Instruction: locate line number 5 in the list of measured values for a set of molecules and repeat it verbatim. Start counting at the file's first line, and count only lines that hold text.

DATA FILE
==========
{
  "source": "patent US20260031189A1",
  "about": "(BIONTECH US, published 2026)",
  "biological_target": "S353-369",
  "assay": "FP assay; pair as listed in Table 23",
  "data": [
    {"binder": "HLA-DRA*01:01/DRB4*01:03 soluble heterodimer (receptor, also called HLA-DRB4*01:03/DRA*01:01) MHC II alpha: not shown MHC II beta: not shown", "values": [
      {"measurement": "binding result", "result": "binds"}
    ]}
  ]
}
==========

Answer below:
  "assay": "FP assay; pair as listed in Table 23",